The problem with Speed

Formula 1 has never really been successful in America. Even in the beginning of the sport the American round was always the Indianapolis 500 which required a completely different car and therefore hardly any of the European participants ever took part.

There is a rule about American sport and it is that it is different. Different than the rest of the world. And although football might now be making inroads in the states it’s still different there too (if only because it’s called Soccer) and it also still hasn’t become hugely popular.

But Bernie is determined for F1 to break America, he really is. The problem is that it’s very difficult to change the national viewing habits. It’s difficult anywhere but it’s especially difficult in America. There is one sport that has recently broken there though. And that is cycling. In fact the part of cycling that has specifically broken in America is the Tour de France. And why has it broken? Because of Lance Armstrong. Just look at Formula 1 in Spain to see if this holds for Formula 1. Since Alonso joined the sport it, viewing there has gone through the roof. The real testament to how important the World Championship now is that they are even talking about moving the European Grand Prix (which is Germany’s second grand prix) being moved to Spain. Apparently the Schumacher luster is already waning.

Bernie is very smart and he knows that the prize for breaking America is huge. It means the final piece of the jigsaw for teams being able to be the only place where you can buy an annual global sponsorship deal (the Olympics and the world cup are the only sporting events watched by more people than F1 and they only run once every four years).

And so Bernie got talking to Dietrich Mateschitz (owner of Red Bull) and convinced him to start the Red Bull Driver search which was designed to do one thing and one thing only which was to get an American driver back into F1.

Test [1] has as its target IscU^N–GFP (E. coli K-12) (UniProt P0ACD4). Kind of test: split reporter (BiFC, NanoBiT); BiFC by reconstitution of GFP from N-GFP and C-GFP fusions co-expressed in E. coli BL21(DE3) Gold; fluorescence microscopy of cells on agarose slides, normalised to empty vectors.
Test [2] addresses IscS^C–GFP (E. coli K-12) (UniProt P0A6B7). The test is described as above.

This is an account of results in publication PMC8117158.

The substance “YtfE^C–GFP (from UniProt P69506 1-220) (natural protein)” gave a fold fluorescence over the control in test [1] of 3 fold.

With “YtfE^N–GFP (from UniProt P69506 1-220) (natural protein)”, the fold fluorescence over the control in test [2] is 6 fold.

And this year it’s come to fruition in the amazingly named Scott Speed. Scott has the name, the nationality and the boyish good looks which make him the ideal kind of person to make advertisers take out their cheque books.

The only problem with Scott is that he’s apparently about as friendly as an orange. James and Ted have been dancing around the issue all season, and Martin was pretty bold about it during the race. He said something along the lines of “not that he’s a terribly easy person to get on with as far as I can tell”. Which coming from the usually affable Martin was a bit of a surprise.

After the race just gone Red Bull challenged Torro Rosso (their own junior team) about the way that Scott had passed David Couthard under yellow flags. And the challenge was upheld stripping Speed of his points (and passing them to Couthard). After this apparently there was a bit of a confrontation between Couthard and Speed at the weigh in and Speed swore at Couthard in front of a martial and has been personally fined.

So while this may throw Martin’s comments into relief – it’s possible that Speed and Couthard have just had a personality clash and Martin as Couthard’s manager has just been hearing one side of the story.

But even so the fact that the martial fined Speed says it must have been a bit of a vindictive attack and that doesn’t sound like the kind of thing that a major sponsor would want. A foul mouthed uncouth face of their brand?

Also the story puts paid to the idea that the Red Bulls and Torro Rossa would effectively work like a four car block. Not only do team orders stop that from happening within one team – it would really be frowned on between two different teams. And as this situation proves there is too much at stake for the individual teams they both have too much to prove on their own to start helping each other.

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About Alex Andronov

Alex Andronov is a writer who lives in the UK. He is currently working on 7 novels, 5 film scripts, 2 plays, 2 TV series, 1 history of the United States, 1 travelogue and trying to find some focus.
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